Money May Bias Drink Studies
Industry-Funded Beverage Research Tends to Support Soda,
Milk, Other Drinks, Study Contends
By Marilynn Marchione
- Does milk lower blood pressure? Does juice prevent
heart disease? Beverage studies were four to eight times
more likely to reach sweet conclusions about health
effects when industry was footing the bill, a new report
Its authors claim to have done the first systematic
analysis of such studies published from 1999 through
2003 in hundreds of journals around the world.
"We found evidence that's strongly suggestive of bias,"
said Dr. David Ludwig, an obesity specialist at
Children's Hospital Boston who led the work, which was
published Monday in the online science journal PLoS
Medicine. The consumer advocacy group Center for Science
in the Public Interest also participated.
Biased science can affect consumer behavior, doctor
recommendations and even federal regulation of marketing
claims for such products, Ludwig said.
"I don't blame researchers for this problem. I think
most are highly ethical and dedicated to science. The
problem is that when government underfunds nutrition
research, industry money becomes hard to resist," he
However, beverage industry folks say the authors have a
"This is yet another attack on industry by activists who
demonstrate their own biases in their review by looking
only at the funding source and not judging the research
on its merits," says a statement by Susan Neely,
president of the American Beverage Association. "The
science is what matters nothing else."
Public health experts who promote dietary guidelines are
biased toward their own advice, said Greg Miller, a
nutrition biochemist who heads research for the National
Dairy Council. The council requires its funded
researchers to publish results in journals that require
review by outside scientists and to disclose who pays
for their work.
"Everybody brings a point of view to the table, and in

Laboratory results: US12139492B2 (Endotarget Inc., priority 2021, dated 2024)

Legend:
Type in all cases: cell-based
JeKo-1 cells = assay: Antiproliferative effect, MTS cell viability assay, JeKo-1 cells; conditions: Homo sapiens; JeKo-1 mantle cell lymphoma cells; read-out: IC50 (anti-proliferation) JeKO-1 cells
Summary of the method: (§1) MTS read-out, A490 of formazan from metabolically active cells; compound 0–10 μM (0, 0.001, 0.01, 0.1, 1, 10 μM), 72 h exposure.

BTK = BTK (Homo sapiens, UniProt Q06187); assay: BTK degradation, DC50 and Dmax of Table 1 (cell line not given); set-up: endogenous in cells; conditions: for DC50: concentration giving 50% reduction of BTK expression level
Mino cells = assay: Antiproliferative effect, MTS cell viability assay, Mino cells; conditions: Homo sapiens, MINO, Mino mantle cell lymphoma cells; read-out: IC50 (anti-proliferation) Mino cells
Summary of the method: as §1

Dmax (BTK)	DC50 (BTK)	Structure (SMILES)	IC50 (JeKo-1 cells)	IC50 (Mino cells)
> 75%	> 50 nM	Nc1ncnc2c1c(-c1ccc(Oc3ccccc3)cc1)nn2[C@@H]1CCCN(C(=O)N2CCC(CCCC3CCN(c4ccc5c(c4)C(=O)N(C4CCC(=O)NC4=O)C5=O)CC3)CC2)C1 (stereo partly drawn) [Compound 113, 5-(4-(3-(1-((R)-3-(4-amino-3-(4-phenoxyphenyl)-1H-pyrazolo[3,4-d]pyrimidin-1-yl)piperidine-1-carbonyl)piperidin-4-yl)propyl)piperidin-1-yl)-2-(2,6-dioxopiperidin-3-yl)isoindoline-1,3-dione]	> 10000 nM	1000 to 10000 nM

the long run, that's probably a good thing," Miller
But the authors say this point of view appears to
They used Medline, a compendium of scientific
literature, to identify 538 studies about soda, milk or
juice involving people, not animals. They targeted 206
that made a health claim directly related to the drink
being studied for example, bone fractures related to
calcium and milk intake, or immune system benefits from
antioxidants in juice.
Of the 206 studies, only 111 gave information on
funding: 22 percent were fully funded by industry and 32
percent got some industry money.
One group of reviewers analyzed study conclusions and
classified them as favorable, neutral or unfavorable to
the beverage in question. Another independent group of
reviewers determined whether a study would help, harm or
have no effect on the finances of the study sponsor.
For example, a negative finding about soda would harm a
soda sponsor but could help a dairy producer.
Overall, studies funded entirely by industry were four
to eight times more likely to be favorable to their
None of the experiments fully funded by industry that
tested beverages with a control group found fault with
The authors' work was paid for by a grant from the
Charles H. Hood Foundation, which finances research on
children's issues at Ludwig's hospital. Co-author Dr.
Lenard Lesser also had funding from a fellowship at the
Rochester School of Medicine and Dentistry.
The beverage association complained that Ludwig is on
the editorial board of the journal that published his
study. However, Ludwig noted that the board has more
than 100 scientists on it, and said his study went
through an independent review.
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